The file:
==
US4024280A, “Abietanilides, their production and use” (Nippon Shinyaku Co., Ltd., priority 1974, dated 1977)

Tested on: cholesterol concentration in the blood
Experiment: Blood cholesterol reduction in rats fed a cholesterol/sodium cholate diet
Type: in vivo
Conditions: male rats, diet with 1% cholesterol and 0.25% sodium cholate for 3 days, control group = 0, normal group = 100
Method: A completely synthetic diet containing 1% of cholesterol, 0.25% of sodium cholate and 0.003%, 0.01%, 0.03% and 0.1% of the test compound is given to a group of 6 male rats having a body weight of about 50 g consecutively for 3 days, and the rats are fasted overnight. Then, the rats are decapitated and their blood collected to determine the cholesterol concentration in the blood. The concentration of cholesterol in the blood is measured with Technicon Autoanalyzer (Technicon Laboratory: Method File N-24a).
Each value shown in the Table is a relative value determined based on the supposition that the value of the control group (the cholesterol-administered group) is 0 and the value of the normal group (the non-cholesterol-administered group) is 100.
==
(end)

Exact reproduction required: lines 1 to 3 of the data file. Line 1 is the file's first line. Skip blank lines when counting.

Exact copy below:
US4024280A, “Abietanilides, their production and use” (Nippon Shinyaku Co., Ltd., priority 1974, dated 1977)

Tested on: cholesterol concentration in the blood
Experiment: Blood cholesterol reduction in rats fed a cholesterol/sodium cholate diet